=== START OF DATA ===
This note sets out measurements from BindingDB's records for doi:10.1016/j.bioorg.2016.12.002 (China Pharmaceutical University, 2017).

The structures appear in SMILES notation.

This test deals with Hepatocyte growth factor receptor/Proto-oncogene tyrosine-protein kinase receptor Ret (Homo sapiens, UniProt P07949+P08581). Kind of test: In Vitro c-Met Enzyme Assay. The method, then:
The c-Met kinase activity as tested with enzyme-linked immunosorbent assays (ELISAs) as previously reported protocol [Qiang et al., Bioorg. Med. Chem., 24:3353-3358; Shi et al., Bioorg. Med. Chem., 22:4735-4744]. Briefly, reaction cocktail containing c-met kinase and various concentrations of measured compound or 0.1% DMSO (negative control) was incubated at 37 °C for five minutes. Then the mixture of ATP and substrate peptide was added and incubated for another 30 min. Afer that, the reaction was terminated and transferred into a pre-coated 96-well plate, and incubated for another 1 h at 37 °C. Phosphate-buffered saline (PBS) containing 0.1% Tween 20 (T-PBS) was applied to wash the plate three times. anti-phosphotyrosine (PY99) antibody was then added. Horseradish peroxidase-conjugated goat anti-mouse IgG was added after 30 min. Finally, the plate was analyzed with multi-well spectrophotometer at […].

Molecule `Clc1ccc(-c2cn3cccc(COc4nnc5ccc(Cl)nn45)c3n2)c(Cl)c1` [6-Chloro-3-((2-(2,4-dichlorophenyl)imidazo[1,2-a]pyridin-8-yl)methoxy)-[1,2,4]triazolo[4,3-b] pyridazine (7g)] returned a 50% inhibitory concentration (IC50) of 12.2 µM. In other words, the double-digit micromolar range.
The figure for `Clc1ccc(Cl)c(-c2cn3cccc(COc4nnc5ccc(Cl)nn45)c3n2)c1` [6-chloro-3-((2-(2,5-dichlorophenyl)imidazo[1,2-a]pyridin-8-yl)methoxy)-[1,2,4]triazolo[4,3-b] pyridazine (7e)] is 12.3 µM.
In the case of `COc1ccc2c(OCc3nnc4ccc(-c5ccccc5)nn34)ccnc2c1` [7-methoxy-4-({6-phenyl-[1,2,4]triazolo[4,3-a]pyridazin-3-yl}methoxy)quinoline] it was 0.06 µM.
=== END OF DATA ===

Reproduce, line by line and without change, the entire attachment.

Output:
This note sets out measurements from BindingDB's records for doi:10.1016/j.bioorg.2016.12.002 (China Pharmaceutical University, 2017).

The structures appear in SMILES notation.

This test deals with Hepatocyte growth factor receptor/Proto-oncogene tyrosine-protein kinase receptor Ret (Homo sapiens, UniProt P07949+P08581). Kind of test: In Vitro c-Met Enzyme Assay. The method, then:
The c-Met kinase activity as tested with enzyme-linked immunosorbent assays (ELISAs) as previously reported protocol [Qiang et al., Bioorg. Med. Chem., 24:3353-3358; Shi et al., Bioorg. Med. Chem., 22:4735-4744]. Briefly, reaction cocktail containing c-met kinase and various concentrations of measured compound or 0.1% DMSO (negative control) was incubated at 37 °C for five minutes. Then the mixture of ATP and substrate peptide was added and incubated for another 30 min. Afer that, the reaction was terminated and transferred into a pre-coated 96-well plate, and incubated for another 1 h at 37 °C. Phosphate-buffered saline (PBS) containing 0.1% Tween 20 (T-PBS) was applied to wash the plate three times. anti-phosphotyrosine (PY99) antibody was then added. Horseradish peroxidase-conjugated goat anti-mouse IgG was added after 30 min. Finally, the plate was analyzed with multi-well spectrophotometer at […].

Molecule `Clc1ccc(-c2cn3cccc(COc4nnc5ccc(Cl)nn45)c3n2)c(Cl)c1` [6-Chloro-3-((2-(2,4-dichlorophenyl)imidazo[1,2-a]pyridin-8-yl)methoxy)-[1,2,4]triazolo[4,3-b] pyridazine (7g)] returned a 50% inhibitory concentration (IC50) of 12.2 µM. In other words, the double-digit micromolar range.
The figure for `Clc1ccc(Cl)c(-c2cn3cccc(COc4nnc5ccc(Cl)nn45)c3n2)c1` [6-chloro-3-((2-(2,5-dichlorophenyl)imidazo[1,2-a]pyridin-8-yl)methoxy)-[1,2,4]triazolo[4,3-b] pyridazine (7e)] is 12.3 µM.
In the case of `COc1ccc2c(OCc3nnc4ccc(-c5ccccc5)nn34)ccnc2c1` [7-methoxy-4-({6-phenyl-[1,2,4]triazolo[4,3-a]pyridazin-3-yl}methoxy)quinoline] it was 0.06 µM.